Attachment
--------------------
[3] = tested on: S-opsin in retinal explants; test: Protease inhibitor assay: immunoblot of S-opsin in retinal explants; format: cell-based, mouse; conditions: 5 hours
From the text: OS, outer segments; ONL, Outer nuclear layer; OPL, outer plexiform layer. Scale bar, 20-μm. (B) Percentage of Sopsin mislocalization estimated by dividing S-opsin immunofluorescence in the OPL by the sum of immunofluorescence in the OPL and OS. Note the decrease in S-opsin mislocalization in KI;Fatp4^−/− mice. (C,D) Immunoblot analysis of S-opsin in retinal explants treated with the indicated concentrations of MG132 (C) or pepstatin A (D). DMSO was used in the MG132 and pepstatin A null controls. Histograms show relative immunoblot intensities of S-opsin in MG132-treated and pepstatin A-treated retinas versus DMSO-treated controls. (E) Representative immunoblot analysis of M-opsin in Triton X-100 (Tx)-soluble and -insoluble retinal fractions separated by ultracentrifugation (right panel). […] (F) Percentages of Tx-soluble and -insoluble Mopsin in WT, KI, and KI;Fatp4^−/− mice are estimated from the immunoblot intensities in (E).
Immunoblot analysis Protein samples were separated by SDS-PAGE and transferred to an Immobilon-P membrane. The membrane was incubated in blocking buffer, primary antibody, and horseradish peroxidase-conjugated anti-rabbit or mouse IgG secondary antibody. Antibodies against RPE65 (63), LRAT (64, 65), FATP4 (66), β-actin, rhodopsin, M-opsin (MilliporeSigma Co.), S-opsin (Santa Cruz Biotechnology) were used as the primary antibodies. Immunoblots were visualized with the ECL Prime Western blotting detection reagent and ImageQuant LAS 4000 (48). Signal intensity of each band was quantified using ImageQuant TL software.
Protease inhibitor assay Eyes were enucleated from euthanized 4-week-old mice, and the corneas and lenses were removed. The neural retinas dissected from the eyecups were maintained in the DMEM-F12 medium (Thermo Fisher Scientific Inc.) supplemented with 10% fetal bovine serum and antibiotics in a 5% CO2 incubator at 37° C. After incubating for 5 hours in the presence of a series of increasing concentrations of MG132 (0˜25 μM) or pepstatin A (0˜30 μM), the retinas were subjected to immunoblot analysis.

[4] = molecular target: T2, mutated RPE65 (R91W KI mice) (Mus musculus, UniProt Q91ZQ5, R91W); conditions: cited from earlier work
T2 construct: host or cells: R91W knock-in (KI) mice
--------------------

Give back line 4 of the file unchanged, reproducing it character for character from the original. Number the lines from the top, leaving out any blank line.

Protease inhibitor assay Eyes were enucleated from euthanized 4-week-old mice, and the corneas and lenses were removed. The neural retinas dissected from the eyecups were maintained in the DMEM-F12 medium (Thermo Fisher Scientific Inc.) supplemented with 10% fetal bovine serum and antibiotics in a 5% CO2 incubator at 37° C. After incubating for 5 hours in the presence of a series of increasing concentrations of MG132 (0˜25 μM) or pepstatin A (0˜30 μM), the retinas were subjected to immunoblot analysis.